Are you a Gulf Coast executive about to make a big decision in the coming year that will dramatically affect your enterprise for years to come? Are you considering a dramatic increase or redirection to your staff? Are you reorganizing or moving your headquarters? Are you considering purchasing office or warehouse facilities? Will you expand to an additional geographical area beyond your present marketplace? Is a merger or acquisition in your future?
If you now have a soft smile on your face or at least a glimmer in your eye, you're probably enthusiastic about a major corporate strategy in the making. You'll certainly be soliciting input from your senior team. You might even decide to call the group together — depending upon staff size and their assumed depth of thinking — to develop a strategic course of action.
The lurking problem
Everyone among the leadership will enjoy the free-flowing discussion. The exchange of ideas in an open atmosphere of trust should always be encouraged.
Many senior executives today, however, are keenly aware how bias among the “troops” can severely distort reasoning and logic in the enterprise. For example, some people will ignore evidence that contradicts their own preconceived notions. Others sitting around your Gulf Coast conference room table may weigh one piece of information too heavily, while ignoring other important information, in making a decision. Still, others may wish to minimize conflict and converge upon consensus because it appears to be gathering support.
In short, bias distorts thinking. That's why, with critical decision-making, you'll want to conduct a careful review of the “content” of the recommendation. Then, give equal importance to the recommendation “process” itself.
The concept of bias is the hottest topic these days at the top-tier business graduate schools. It's also the subject of several recently popular business books. And, though there now may be far more awareness about the subject, talk alone will not eliminate this very real problem.
So, here's the challenge: Reduce bias in your enterprise because it could absolutely derail your success rate. Start right now to minimize its affect in the most common kind of decision you'll always be called upon to make: reviewing a recommendation from others and determining whether to accept it, reject it, rethink it, or pass it on to the next level. Can you begin to relate to your own personal leadership here?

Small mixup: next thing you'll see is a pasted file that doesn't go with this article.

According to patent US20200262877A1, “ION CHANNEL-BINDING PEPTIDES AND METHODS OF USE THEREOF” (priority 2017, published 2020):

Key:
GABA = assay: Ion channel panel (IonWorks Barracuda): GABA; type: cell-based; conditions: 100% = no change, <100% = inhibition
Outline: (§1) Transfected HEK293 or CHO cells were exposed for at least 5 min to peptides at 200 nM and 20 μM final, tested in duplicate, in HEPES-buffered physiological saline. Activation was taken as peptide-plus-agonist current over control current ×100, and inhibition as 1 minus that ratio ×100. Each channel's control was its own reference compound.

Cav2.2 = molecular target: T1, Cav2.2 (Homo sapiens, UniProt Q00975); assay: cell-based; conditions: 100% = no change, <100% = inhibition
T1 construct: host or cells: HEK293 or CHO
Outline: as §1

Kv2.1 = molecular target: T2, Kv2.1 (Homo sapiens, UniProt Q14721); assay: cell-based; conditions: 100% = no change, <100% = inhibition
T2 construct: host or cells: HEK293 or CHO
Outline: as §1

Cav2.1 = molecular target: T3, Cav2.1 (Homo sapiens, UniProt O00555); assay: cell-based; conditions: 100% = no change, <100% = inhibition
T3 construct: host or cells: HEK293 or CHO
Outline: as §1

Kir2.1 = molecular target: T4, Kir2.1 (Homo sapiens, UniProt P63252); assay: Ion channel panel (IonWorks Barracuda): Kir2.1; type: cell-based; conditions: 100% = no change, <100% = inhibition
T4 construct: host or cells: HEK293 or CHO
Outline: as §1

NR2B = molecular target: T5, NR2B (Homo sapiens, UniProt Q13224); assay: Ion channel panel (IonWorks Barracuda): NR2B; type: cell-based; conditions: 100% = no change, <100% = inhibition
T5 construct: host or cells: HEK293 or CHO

The big idea
A widely acclaimed report was recently released to the Harvard Business Review by Princeton Professor Daniel Kahneman — a Nobel prize winner in economic sciences — along with the iconic McKinsey & Co. management consultants Dan Lovallo and Oliver Sibony. It is now the acknowledged guide on what to look for in this challenge.
At heavy decision-making time, here is a condensation of some of the questions the decision makers should ask themselves:
• Is there any reason to suspect motivated action, driven by self-interest of the recommending team?
• Have the people making the recommendation become too emotionally involved?
• Were the dissenting opinions properly examined to make certain that dissent is not stifled?
• Have credible alternatives been considered?
• Are the people making the recommendation overly attached to related past decisions?
• Is the recommending team overly cautious or overly optimistic, and what is the worst case scenario?
The final word
This whole concept of bias is of concern to companies both large and small. It's especially critical to smaller and mid-size professional services segments. That's because every dollar involved is so personal.
As a Gulf Coast entrepreneur, realize that the judgment of even highly experienced, totally competent managers can be fallible. And yet, you must make certain that your enterprise encourages a culture of open, unbiased debate in which the process can flourish. Finally, a well-disciplined decision-making process, not individual genius, is the key to best strategy. Keep bias out of the board room.
Lou Lasday creates action-oriented strategic marketing initiatives for Gulf Coast emerging companies. He has been a principal partner of an Ad Age “Top 100” marketing communications firm and regional president of the American Marketing Association. He can be reached at [email protected]